Valentine’s Day is this weekend. A person would have to live under a rock to not know– Jewelers have their commercials to show the “clueless” boyfriend/husband/significant other what she “really wants” this year. Stores advertise their plush animals, cards, candy, flowers and the like, available at reasonable prices. Etc, etc, etc. It can make a person want to boycott the day.
This weekend also marks the opening weekend of a movie rated “R” here in the United States, based on a wildly popular book trilogy, Fifty Shades of Grey. It’s like the darker cousin to the movie 9 1/2 Weeks that came out in the late 1980’s. It touts the concept that women want to be dominated, controlled in their actions, the way they live and how they have physical relationships. It is a movie that saddens me deeply, is this really how we are supposed to experience love?
My heart continues to sink a bit when I watch television and see shows that portray relationships and marriage as disposable items that can be thrown away or “returned” when no longer desired. Never mind the wake of destruction to be cleaned up.
Marriage in its most basic sense, is to represent the relationship Christ has with His Bride, the Church. Loving, self-sacrificing– not demanding, protective, all characteristics sadly lacking in most marriages today.
I know this verse is used a lot in weddings, but I’d like to see it used a lot in marriages. Love is patient, love is kind. It does not envy, it does not boast, it is not proud. It does not dishonor others, it is not self-seeking, it is not easily angered, it keeps no record of wrongs (1 Corinthians 13:4-5).
The thing is, lamenting this broken perspective of marriage doesn’t change this kind of negative behavior. The only way the perspective of marriage can change is for those who are married to choose to stay connected.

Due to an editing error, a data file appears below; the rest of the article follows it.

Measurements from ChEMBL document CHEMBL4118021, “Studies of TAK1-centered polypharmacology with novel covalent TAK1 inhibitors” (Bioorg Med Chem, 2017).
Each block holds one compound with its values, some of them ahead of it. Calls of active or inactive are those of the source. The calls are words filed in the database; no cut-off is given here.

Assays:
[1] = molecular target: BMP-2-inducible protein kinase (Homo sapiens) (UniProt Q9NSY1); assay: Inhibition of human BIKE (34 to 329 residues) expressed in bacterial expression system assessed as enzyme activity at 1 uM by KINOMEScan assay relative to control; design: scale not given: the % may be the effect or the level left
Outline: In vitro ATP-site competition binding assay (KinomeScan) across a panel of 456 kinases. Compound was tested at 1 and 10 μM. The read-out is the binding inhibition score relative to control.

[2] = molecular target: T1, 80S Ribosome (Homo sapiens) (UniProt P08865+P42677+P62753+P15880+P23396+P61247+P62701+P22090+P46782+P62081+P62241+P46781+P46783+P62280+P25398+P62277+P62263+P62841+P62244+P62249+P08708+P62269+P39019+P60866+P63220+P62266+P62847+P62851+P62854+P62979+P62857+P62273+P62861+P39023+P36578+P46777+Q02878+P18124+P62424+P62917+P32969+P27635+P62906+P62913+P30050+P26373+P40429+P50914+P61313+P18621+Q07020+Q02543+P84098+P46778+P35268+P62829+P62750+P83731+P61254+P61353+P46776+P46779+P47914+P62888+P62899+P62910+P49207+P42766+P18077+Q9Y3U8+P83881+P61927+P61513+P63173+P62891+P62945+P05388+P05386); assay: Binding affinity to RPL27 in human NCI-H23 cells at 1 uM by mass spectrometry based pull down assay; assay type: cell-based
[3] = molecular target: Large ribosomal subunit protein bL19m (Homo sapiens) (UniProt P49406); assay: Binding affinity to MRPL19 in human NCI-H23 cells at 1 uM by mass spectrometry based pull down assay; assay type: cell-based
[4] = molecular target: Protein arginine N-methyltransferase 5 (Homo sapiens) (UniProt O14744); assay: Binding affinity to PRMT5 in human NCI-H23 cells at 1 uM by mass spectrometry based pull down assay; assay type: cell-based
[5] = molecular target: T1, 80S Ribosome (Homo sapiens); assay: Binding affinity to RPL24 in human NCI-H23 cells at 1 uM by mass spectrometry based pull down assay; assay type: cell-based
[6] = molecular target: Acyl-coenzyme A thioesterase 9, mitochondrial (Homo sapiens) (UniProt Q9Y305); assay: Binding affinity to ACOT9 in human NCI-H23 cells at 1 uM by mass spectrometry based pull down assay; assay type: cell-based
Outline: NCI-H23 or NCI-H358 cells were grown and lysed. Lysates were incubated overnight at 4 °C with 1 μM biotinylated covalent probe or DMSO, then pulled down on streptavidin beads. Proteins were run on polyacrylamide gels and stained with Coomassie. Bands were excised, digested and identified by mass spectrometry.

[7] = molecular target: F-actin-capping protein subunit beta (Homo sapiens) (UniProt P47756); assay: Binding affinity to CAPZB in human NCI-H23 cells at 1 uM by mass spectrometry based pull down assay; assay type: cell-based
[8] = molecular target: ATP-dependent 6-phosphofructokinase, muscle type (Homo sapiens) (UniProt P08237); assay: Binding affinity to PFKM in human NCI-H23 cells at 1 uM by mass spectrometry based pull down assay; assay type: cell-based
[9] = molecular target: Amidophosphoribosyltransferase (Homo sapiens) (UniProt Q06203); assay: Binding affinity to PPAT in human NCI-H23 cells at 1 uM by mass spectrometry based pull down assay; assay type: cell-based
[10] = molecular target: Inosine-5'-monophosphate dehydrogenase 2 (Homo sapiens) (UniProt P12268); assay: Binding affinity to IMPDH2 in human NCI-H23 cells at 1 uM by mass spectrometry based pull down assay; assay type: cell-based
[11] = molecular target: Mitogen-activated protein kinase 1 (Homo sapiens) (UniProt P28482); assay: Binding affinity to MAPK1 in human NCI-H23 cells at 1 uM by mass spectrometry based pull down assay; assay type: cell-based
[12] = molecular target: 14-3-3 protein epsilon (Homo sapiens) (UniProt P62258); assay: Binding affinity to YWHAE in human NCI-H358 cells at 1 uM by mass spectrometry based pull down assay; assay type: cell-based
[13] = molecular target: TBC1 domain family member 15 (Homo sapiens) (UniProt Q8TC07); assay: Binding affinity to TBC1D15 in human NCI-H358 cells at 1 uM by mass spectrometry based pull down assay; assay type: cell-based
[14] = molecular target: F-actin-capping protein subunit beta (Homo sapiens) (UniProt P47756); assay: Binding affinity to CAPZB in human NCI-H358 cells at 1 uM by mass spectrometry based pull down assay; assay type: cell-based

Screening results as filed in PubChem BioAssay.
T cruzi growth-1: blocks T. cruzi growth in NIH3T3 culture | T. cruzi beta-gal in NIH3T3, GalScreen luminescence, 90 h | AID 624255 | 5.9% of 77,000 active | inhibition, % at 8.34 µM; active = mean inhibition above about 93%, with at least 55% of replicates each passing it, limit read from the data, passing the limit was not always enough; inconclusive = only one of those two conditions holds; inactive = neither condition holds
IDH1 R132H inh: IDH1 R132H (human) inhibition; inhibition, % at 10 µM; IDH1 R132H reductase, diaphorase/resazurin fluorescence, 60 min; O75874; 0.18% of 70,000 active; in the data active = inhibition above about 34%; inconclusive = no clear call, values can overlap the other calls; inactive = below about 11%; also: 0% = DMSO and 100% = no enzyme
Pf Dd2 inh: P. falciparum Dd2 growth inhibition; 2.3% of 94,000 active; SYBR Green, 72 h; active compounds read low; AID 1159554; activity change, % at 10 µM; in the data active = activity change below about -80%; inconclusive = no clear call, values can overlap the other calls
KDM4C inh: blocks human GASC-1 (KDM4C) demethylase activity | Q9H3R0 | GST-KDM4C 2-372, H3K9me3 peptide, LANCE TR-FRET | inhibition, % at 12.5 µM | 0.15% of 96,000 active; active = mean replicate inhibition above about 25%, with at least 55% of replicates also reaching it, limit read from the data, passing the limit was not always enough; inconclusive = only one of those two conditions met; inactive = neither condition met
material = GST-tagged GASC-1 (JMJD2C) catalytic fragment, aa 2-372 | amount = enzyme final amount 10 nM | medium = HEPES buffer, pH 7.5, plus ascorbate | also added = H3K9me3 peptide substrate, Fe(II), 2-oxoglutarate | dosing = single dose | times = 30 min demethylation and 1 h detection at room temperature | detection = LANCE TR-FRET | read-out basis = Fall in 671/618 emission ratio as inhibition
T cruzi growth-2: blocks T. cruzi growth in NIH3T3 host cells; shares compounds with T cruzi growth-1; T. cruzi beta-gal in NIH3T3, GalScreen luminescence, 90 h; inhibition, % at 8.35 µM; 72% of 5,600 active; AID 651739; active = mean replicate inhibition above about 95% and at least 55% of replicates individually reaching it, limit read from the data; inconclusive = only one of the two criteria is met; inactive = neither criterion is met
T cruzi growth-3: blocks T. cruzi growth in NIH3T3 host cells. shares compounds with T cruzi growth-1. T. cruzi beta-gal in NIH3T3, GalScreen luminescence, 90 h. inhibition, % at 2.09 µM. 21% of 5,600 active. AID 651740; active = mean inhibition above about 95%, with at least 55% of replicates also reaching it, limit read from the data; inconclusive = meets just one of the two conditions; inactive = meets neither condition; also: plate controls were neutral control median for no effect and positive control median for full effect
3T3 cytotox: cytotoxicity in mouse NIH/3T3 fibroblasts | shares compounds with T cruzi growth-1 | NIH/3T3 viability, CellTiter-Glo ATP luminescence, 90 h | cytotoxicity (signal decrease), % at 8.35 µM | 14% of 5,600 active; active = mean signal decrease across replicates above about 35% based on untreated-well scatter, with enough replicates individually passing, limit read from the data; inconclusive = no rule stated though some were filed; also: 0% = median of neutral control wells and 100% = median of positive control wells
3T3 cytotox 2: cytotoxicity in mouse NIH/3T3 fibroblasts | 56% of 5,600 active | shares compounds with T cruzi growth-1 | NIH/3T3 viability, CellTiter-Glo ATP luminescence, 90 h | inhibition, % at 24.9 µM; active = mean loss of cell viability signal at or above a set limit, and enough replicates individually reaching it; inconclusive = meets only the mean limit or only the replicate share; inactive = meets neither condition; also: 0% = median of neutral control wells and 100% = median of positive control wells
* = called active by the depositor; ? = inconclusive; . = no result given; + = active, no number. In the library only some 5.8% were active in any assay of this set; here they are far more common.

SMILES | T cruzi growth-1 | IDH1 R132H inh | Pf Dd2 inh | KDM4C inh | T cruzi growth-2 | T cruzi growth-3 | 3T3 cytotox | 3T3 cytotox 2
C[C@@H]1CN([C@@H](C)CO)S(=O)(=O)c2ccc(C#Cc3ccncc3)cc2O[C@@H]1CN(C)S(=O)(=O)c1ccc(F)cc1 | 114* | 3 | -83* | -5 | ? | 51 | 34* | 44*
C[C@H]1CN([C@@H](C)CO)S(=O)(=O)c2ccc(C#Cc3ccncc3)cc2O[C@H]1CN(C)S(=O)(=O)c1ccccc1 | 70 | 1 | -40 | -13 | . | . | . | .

We need to choose to show the next generation that we are committed to the person we promised “to have and to hold from this day forward, for better or worse, for richer, for poorer, in sickness and health, forsaking all others –til death do us part.”
It is the legacy my grandparents left to me and my family, each set of my grandparents were married for over sixty years. It is a legacy I want to leave for my children and future grandchildren.
Love isn’t sappy cards, chocolates-no matter how amazing, or the plush bear that says “I love you beary much.” Love is sticking together when you don’t want to, it’s choosing to forgive your spouse when they don’t follow through on something they said they would. Love is doing the dishes, the laundry, staying up all night with sick kids so your spouse can get some rest. Love is the every day, “boring” activities of going to work, paying the bills, making dinner, and buying the groceries.
Love isn’t being tied up, abused, or dishonored. It isn’t a plush toy or a box of chocolates that disappear too quickly. Love is giving and receiving. Love is powerful. Ephesians 5 is a great example of the kind of Love God calls us to have for each other.
Love is worth fighting for, love matters. Why else would God create it?